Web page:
Exam Requirements

CompTIA A+® Certification Overview: 2006 version

CompTIA A+certification is an international industry credential that validates the knowledge of networking professionals with at least nine months of experience in network support or administration.

Number of Exam Parts
Two - CompTIA A+ Essentials (220-601) and one of the following: 220-602 or 220-603 or 220-604
Number of Questions
  • CompTIA A+ Essentials: 100
  • 220-602 (IT Technician): 90
  • 220-603 (Remote Support Technician): 90
  • 220-604 (Depot Technician): 90
Exam Format
Linear format; computer-based test (CBT)
Exam Duration
90 minutes to complete each exam
Recommended Experience Entry-level
Minimum Passing Score (scale of 100-900)
  • CompTIA A+ Essentials: 675
  • 220-602 (IT Technician): 700
  • 220-603 (Remote Support Technician): 700
  • 220-604 (Depot Technician): 700
Languages Available
English, German


CompTIA A+® Certification Overview: 2003 version

Number of Exam Parts
Two - CompTIA A+ Core hardware and A+ OS Technologies
Number of Questions
Approx. 100 questions on each part
Exam Format
Linear format; computer-based test (CBT)
Exam Duration
90 minutes to complete each exam
Recommended Experience
Minimum Passing Score (scale of 100-900)
  • CompTIA A+ Core: 515
  • CompTIA A+ OS: 505
Languages Available
Arabic, Chinese, Dutch, French, German, Japanese, Korean and Spanish
Current English Exam Codes
  • CompTIA A+ 2003 Linear Core Exam: 220-301
  • CompTIA A+ 2003 Linear OS Exam: 220-302
  • CompTIA A+ 2003 E2C Core Exam: JK0-301
  • CompTIA A+ 2003 E2C OS Exam: JK0-302

Exam Fees

Standard Registration Fee: $292

Preparing for the Exam

It is vital that you understand the big picture and concepts. Memorize facts – cram sessions can get you through the test but cannot give you the knowledge you will need to truly become a security professional. The key is the ability to recognize the meaning, context and use of all relevant concepts in the 4 domains.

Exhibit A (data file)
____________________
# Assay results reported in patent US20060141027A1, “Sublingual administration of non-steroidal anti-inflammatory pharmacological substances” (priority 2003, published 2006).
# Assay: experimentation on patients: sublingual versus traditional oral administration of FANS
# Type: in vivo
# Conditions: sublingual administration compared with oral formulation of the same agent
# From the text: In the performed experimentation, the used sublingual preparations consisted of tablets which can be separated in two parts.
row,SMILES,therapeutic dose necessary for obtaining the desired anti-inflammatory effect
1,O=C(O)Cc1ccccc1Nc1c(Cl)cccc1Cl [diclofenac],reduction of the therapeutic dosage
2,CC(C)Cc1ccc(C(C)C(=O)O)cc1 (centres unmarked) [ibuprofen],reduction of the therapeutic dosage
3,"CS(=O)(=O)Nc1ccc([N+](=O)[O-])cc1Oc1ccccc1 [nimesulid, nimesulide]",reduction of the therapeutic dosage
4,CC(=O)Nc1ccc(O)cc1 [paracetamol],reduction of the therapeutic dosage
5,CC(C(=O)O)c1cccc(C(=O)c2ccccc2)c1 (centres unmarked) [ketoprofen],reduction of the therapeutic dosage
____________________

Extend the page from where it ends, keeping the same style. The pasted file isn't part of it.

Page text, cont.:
Where Do I Begin?

IP3 has included many learning resources in your A+™ kit, so the logical question is “Where do I begin?”

The answer is only you can determine that. Our recommendation is that you group the course materials and domains into three categories; Domains that I feel that I know very well, domains that I know somewhat, and domains that I know little about.

After you have grouped the domains in this or a similar order, we recommend spending 50% of your time studying the middle group of domains that you know somewhat well, and 25% of your time on each of the other two groups.

Once you have grouped the domains you can use the online sessions, Thompson Course Technologies textbook, and IP3 workbook and reference materials to study the domains and chapters in the above mentioned fashion.

Learn your Learning Style

Different people learn in different ways. It is beneficial to determine the way in which you learn best. Are you a visual, auditory, or Tactile/Kinesthetic learner?

Visual Learners learn through seeing……

These learners need to see the teacher's body language and facial expression to fully understand the content of a lesson. They tend to prefer sitting at the front of the classroom to avoid visual obstructions. They may think in pictures and learn best from visual displays including: diagrams, illustrated text books, overhead transparencies, videos, flipcharts and hand-outs. During a lecture or classroom discussion, visual learners often prefer to take detailed notes to absorb the information.

Auditory Learners learn through hearing……

They learn best through verbal lectures, discussions, talking things through and listening to what others have to say. Auditory learners interpret the underlying meanings of speech through listening to tone of voice, pitch, speed and other nuances. Written information may have little meaning until it is heard. These learners often benefit from reading text aloud and using a tape recorder.

Tactile/Kinesthetic learners learn through touching and moving things……

Tactile/Kinesthetic persons learn best through a hands-on approach, actively exploring the physical world around them. They may find it hard to sit still for long periods and may become distracted by their need for activity and exploration.